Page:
Employee Retention is the Wrong Measure for Companies of the Future
In the war for top talent, much has been made of strategies and tactics to attract and retain the very best candidates.
From the rise of employer branding to innovative recruitment marketing activations, companies across the world are engaged in a heated competition to keep top talent in-house for as long as possible.
But while attracting and retaining talent is obviously a crucial piece of the puzzle, many organizations have overlooked the importance of opening up new talent paths and nurturing employees through a fluid employee workflow.
What do we mean?
Retention is seen by many as a good indicator of organizational health. This is logical. But the truth is far from prosaic – in fact, new ideas and thinking should be encouraged. This allows for innovation and encourages constant change and evolution.
Naturally, this means embracing new talent and allowing for movement within an organization.
To truly become a company of the future, it’s imperative that you focus on building clear pathways that enable progression, growth, learning and development. This inflow and outflow is not only natural; it’s healthy, too.
Here’s why you should focus less on retention and more on employee experience.
Rethinking careers: the corporate lattice
Comfort is the biggest killer of growth and innovation within organizations. When people become too comfortable in their roles or too comfortable with the status quo, this attitude stifles change and discourages development.
New thinking and new ideas should always be encouraged into the workplace. But how can you design a system that enables this?
In today’s world, employees no longer look at career paths through a strict linear lens. Instead, it’s better to think of careers as a lattice network that weaves and twists across industries, companies and even departments.
The ladder’s one-size-fits-all approach assumes employees are more alike than different, and that each employee wants similar things in order to feel happy and deliver the best results.
In truth, employees are incredibly diverse and individualistic. The workplace is changing, and today’s generations require organizations to deliver on their specific wants and needs.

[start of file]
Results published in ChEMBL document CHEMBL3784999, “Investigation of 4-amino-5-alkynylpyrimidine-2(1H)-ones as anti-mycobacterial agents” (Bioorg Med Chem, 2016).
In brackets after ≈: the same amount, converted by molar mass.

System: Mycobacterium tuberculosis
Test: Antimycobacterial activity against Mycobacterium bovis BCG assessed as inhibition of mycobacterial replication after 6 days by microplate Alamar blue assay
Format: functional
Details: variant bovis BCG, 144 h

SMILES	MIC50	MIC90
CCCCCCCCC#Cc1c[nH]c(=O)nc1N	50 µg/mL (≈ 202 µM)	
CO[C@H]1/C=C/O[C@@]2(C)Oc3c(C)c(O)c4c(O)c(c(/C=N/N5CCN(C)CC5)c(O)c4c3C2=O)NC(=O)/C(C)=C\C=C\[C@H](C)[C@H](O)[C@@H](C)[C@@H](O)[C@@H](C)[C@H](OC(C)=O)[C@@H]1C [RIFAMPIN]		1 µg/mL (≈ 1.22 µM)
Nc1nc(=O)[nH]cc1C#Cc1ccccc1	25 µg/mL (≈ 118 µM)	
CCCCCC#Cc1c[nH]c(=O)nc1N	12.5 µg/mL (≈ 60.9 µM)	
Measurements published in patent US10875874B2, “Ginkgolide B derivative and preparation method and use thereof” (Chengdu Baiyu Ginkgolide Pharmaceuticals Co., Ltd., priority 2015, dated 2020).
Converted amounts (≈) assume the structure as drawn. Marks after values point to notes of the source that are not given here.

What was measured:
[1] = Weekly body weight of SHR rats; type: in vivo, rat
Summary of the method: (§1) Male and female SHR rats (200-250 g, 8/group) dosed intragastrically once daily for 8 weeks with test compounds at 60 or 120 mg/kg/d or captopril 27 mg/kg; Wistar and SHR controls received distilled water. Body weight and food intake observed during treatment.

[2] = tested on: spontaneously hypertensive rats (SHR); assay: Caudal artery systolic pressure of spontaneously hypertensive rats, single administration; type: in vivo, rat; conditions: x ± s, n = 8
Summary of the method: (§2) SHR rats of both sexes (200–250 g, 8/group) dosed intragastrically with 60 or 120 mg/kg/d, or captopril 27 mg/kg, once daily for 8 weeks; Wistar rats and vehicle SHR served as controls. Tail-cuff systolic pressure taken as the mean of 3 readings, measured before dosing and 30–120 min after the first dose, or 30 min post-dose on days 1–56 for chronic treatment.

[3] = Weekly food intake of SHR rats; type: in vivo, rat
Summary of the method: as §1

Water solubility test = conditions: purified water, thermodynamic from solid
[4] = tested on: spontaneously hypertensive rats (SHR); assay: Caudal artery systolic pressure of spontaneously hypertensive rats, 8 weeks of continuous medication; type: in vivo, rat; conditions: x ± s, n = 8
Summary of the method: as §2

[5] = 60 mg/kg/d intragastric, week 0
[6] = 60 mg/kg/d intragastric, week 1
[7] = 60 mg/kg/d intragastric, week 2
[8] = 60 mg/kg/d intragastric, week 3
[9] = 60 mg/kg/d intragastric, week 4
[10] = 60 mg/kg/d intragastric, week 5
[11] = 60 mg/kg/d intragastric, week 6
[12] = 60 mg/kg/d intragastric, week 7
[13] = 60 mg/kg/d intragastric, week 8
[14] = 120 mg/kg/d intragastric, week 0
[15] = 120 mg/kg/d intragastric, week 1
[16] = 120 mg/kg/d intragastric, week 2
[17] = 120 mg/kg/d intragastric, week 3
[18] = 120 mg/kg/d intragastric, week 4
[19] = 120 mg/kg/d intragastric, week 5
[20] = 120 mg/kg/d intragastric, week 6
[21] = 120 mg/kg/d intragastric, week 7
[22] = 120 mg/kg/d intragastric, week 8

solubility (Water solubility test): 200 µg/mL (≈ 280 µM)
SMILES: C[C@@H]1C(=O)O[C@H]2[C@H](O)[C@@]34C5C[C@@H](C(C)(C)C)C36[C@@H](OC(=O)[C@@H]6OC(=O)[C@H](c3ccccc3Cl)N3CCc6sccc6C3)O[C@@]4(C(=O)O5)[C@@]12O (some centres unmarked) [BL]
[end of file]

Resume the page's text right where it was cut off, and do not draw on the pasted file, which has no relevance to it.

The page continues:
We call this new trend the ‘career lattice’. In a fast-paced market, the career lattice allows more room and flexibility for growth and learning. Rather than remain tied down to one speciality, a lattice approach encourages internal collaboration, sharing of ideas and exposure to new thinking.
Forget retention, measure employee experience
With change afoot, it’s now more important than ever for organizations to design career paths that suit employees.
Employee experience, or EX, is the sum of all touchpoints and experiences that employees or candidates have with an organisation. Your EX exists whether you consciously design it or not, so it’s vital that you start owning these experiences.
While high retention rates may seem like the sign of a vibrant organization, this isn’t necessarily the case. Instead, measuring EX can actually provide a much more accurate depiction – good or bad – of what it’s like to work at an organization.
If you want to address EX, start by looking at the systems that make up the employees’ daily experiences. At Sutherland Labs, we view this as the people experience, digital experience, cultural experience and physical experience.
Reimagining the workplace experience for candidates and employees means much more than just installing a new ping-pong table. In fact, EX impacts nearly every facet of your HR and recruitment function. It will help you attract better talent, improve engagement, increase retention, reduce employee effort and boost productivity.
Reducing effort is a key measure of EX, and companies must work harder to remove barriers and enable seamless experiences.
Qualitative insights can unlock the truth about organizational health
If you want to design career paths that work for your employees, then you need to invest in qualitative learning.
While old-school HR departments are quick to promote generic surveys that investigate topics like satisfaction and engagement, a look into EX provides a much more dynamic and fluid understanding of what your employees truly want and value.
To do this, harness the power of qualitative insights; this can be in the form of voice of employees, in-context research, usability testing or service safaris. Whatever your preferred method, it’s essential that these are done in person. This enables you to uncover the truth about what people really think.
With all of these learnings in tow, it’s then possible to design human-centred experiences that encourage flow through an organization. Whether that means hiring new employees or encouraging existing talent to take on new challenges, EX will help you maintain a healthy balance of retention and growth.
On a practical level, this will help you structure your organization to operate in a more agile and collaborative way. This means someone from a particular department can use their talents across multiple areas of the business.
If you don’t have collaborative teams or a collaborative set-up, you’re likely not getting the most of a particular individual.
Remember, don’t focus on retention. Focus on designing a human-centred EX that will naturally encourage your employees to learn, grow, develop and flow through your organization.
If you’re interested in learning more about employee experience, we’d love to welcome you to our EX event. For more information please contact email@example.com.